Christ’s loss for my gain

Christ was all anguish that I might be all joy, 

cast off that I might be brought in,

trodden down as an enemy that I might be welcomed as a friend,

surrendered to hell’s worst that I might attain heaven’s best,

stripped that I might be clothed, 

wounded that I might be healed,

athirst that I might drink,

tormented that I might be comforted,

made a shame that I might inherit glory, 

entered darkness that I might have eternal light.

My Saviour wept that all tears might be wiped from my eyes,

groaned that I might have endless song,

endured all pain that I might have unfading health,

bore a thorny crown that I might have a glory-diadem, 

bowed his head that I might uplift mine, 

experienced reproach that I might receive welcome,

closed his eyes in death that I might gaze on unclouded brightness,

expired that I might forever live.


From “Love Lustres at Calvary,” The Valley of Vision, p.76-77



St David’s Day

1 March – St David’s Day.

Even google has a Welsh doodle

Those who know me will know I’m not the most patriotic Welshman you could bump into.  I’m sure I’ll cheer the men in red shirts in the 6 Nations rugby for as long as I’ll live, but my sense of Welsh identity is weak and right now I’ve lived as much of my life in England as I have in Wales.

For every 10 things I could list that I admire about Wales, I could list at least another 20 that frustrate and infuriate me.

But I do know Wales is a nation that desperately needs the gospel of Jesus Christ.  Wales needs men who will unflinchingly preach the good news of a crucified, risen and exalted Christ.  Wales needs men and women who are ready to weep over and with their non believing friends, and who are ready to die for their Saviour King.  Wales desperately needs God’s Spirit to own his word and work and awaken a hard, proud, comfortable, deluded nation.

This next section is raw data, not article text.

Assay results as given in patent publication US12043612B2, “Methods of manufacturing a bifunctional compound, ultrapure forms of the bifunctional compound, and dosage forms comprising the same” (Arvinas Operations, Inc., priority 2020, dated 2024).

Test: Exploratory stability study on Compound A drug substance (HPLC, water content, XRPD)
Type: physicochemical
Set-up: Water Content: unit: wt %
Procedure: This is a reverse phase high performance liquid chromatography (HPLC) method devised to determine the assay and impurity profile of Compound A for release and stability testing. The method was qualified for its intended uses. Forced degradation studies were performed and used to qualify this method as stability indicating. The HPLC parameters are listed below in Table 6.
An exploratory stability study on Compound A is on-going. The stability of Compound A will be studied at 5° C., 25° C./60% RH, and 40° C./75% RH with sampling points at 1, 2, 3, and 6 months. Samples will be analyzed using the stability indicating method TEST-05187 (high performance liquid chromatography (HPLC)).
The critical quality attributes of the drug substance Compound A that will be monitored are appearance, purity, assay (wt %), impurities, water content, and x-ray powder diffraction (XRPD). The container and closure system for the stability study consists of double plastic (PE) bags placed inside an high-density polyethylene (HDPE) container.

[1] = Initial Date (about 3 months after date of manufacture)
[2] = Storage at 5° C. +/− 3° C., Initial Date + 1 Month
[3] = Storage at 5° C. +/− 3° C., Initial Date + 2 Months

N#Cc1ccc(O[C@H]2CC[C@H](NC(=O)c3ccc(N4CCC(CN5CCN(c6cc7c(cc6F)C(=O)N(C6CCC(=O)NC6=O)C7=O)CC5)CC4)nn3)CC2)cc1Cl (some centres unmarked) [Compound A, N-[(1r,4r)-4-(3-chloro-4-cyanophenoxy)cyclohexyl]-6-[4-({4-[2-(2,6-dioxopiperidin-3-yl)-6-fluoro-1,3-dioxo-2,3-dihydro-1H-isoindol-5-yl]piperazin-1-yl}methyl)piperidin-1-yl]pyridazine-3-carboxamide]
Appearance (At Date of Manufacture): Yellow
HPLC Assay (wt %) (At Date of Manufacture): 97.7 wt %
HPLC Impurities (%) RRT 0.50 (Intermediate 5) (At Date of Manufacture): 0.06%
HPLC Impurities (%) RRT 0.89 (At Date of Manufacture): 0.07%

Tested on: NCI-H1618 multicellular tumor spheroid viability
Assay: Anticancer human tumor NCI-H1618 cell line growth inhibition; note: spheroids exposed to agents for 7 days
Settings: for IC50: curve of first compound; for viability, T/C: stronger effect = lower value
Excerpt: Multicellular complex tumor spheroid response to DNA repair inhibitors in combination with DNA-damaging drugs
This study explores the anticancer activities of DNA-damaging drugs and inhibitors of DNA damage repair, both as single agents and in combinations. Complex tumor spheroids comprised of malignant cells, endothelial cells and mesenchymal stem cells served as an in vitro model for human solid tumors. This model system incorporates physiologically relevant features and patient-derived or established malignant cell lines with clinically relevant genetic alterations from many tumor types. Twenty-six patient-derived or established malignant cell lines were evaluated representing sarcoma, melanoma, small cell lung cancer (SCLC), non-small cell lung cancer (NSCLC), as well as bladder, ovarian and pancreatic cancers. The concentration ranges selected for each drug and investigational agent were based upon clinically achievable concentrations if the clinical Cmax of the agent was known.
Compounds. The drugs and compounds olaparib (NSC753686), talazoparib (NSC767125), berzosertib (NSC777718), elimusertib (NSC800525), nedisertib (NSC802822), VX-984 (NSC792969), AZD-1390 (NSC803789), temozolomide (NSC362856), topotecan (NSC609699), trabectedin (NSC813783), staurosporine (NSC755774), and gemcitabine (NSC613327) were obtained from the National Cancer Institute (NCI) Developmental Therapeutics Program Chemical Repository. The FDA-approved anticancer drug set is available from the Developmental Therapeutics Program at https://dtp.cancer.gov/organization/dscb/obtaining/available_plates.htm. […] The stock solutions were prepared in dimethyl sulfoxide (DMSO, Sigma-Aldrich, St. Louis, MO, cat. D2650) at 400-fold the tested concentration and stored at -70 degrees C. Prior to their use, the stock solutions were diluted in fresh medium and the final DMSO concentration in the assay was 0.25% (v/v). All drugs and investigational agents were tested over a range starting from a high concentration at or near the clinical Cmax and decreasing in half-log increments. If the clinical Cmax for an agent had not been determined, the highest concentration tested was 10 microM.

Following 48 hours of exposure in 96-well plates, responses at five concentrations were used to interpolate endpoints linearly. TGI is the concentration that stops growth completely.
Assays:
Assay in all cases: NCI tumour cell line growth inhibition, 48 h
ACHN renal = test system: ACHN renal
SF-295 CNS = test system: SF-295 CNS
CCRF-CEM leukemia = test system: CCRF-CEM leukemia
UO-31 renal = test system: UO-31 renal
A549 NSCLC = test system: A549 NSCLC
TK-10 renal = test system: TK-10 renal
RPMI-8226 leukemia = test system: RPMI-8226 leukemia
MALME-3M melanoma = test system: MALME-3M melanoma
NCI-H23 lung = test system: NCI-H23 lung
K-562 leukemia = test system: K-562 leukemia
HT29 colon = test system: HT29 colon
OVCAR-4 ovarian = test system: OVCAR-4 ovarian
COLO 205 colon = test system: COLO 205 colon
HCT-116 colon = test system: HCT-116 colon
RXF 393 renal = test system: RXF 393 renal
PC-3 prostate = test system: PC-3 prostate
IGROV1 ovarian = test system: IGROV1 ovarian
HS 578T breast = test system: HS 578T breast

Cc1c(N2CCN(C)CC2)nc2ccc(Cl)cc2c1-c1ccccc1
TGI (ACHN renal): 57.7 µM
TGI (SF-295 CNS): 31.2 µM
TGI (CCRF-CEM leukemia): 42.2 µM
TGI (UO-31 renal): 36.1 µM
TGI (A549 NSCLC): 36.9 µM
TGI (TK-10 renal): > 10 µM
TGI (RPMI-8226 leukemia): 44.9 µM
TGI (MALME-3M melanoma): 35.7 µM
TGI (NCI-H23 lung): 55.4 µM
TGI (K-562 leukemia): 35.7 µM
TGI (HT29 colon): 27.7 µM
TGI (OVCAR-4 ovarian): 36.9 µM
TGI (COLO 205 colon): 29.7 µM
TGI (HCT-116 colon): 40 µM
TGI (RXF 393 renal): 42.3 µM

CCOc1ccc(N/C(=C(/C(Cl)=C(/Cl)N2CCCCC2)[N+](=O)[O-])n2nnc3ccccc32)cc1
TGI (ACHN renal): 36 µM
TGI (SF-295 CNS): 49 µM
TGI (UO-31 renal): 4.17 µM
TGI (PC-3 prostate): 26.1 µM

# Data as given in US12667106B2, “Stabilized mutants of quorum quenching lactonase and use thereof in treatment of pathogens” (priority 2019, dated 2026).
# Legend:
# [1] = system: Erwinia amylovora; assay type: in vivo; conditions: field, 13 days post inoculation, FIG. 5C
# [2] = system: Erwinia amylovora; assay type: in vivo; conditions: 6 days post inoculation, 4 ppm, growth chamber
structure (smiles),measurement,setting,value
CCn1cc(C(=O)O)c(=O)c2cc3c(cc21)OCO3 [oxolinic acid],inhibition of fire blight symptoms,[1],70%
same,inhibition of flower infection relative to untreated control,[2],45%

Wales is no different to England, Ireland or Scotland in any of the ways above.

But on St. David’s Day, pray for the work of the gospel of Jesus Christ in Wales.

Acting as though faith in Yahweh alone were an impractical policy for life

In words that might be addressed to so much of 21st century Western Evangelicalism, Ortlund Jr.comments on Old Testament Israel’s spiritual adultery as found in the book of Hosea,

The people failed to make meaningful connections between 
their theology, history and worship, on the one hand, and their 
real-life problems, on the other hand. They put God, his
 covenant, his power, his wisdom, into a limiting category of
 thought – they could not bring themselves really to believe the
 assurance of Deuteronomy 28:1-14 – while ‘the real world’ was 
another category altogether with its own rules and its own 
resources. They acted as though faith in Yahweh alone were an
 impracticable policy for life. As a result, they dishonoured him
 even as they thought they continued to honour him.

Moreover, unalloyed, classical Yahwism was losing its compelling power among the people. It was being redefined with fewer
 sharp edges and more open doors as a broadly inclusive
 religion, increasingly tolerant of elements of paganism.

(Ortlund Jr, Whoredom: God’s Unfaithful Wife in Biblical Theology, 48)

You shall read the NIV 2011

With another Christianity Explored course beginning next week, this morning I went to order some new NIV Bibles to hand out to those on the course, as is our usual practice.

Clearly I’ve not been paying enough attention when it comes to the world according to the NIV.

I’ve known about the recent release of the NIV 2011, and I’ve also known about the updates and issues involved with the new translation for some time.  Many of these revolve around more dynamic equivalence of meaning and the increased gender-neutral language within the NIV 2011. What I wasn’t aware of until now is that the NIV 2011 is actually a replacement for the NIV 1984 (original ed.) which is no longer being produced.

When your old NIV breaths its last, you won’t be able to buy a direct replacement.

If only I’d read Trevin Wax’s comments 18 months ago.